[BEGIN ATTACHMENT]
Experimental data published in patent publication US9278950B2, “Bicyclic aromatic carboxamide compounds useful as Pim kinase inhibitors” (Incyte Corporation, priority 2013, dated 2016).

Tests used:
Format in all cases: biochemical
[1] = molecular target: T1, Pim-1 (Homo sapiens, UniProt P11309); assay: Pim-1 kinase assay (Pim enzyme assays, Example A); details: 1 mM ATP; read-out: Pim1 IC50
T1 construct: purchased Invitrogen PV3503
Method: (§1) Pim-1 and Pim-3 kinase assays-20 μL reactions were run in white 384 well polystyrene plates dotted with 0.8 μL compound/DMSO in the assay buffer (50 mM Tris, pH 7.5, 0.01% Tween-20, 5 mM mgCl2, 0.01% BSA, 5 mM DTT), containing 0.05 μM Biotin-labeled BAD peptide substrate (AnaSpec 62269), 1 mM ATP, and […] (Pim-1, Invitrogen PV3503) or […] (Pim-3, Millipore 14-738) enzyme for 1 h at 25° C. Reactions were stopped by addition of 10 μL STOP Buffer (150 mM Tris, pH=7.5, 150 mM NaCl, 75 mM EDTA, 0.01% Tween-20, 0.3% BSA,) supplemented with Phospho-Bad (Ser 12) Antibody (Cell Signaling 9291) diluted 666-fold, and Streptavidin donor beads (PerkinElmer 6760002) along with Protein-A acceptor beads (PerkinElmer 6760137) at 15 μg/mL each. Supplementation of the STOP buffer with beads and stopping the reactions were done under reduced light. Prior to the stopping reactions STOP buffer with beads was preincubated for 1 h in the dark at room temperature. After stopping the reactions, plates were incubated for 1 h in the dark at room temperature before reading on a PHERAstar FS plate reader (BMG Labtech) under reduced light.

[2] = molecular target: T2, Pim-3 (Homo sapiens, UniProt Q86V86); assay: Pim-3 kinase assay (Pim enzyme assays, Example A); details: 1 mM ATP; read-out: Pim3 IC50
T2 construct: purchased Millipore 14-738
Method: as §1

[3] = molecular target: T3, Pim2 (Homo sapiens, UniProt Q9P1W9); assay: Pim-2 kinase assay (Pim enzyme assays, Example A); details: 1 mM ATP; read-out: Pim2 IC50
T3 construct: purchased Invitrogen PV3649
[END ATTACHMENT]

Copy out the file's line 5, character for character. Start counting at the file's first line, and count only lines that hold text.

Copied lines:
T1 construct: purchased Invitrogen PV3503